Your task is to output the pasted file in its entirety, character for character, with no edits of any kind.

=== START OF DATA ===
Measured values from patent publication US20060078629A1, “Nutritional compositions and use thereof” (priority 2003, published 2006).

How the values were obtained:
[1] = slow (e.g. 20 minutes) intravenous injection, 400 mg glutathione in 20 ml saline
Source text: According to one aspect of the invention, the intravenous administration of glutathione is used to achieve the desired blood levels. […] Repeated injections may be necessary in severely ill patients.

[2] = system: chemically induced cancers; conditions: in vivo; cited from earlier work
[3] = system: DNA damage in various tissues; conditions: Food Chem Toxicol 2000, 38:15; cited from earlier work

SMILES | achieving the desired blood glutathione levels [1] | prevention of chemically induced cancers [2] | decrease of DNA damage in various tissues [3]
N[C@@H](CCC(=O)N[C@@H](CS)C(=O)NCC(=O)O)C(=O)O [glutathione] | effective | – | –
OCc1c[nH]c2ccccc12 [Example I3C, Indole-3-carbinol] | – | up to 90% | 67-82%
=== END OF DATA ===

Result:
Measured values from patent publication US20060078629A1, “Nutritional compositions and use thereof” (priority 2003, published 2006).

How the values were obtained:
[1] = slow (e.g. 20 minutes) intravenous injection, 400 mg glutathione in 20 ml saline
Source text: According to one aspect of the invention, the intravenous administration of glutathione is used to achieve the desired blood levels. […] Repeated injections may be necessary in severely ill patients.

[2] = system: chemically induced cancers; conditions: in vivo; cited from earlier work
[3] = system: DNA damage in various tissues; conditions: Food Chem Toxicol 2000, 38:15; cited from earlier work

SMILES | achieving the desired blood glutathione levels [1] | prevention of chemically induced cancers [2] | decrease of DNA damage in various tissues [3]
N[C@@H](CCC(=O)N[C@@H](CS)C(=O)NCC(=O)O)C(=O)O [glutathione] | effective | – | –
OCc1c[nH]c2ccccc12 [Example I3C, Indole-3-carbinol] | – | up to 90% | 67-82%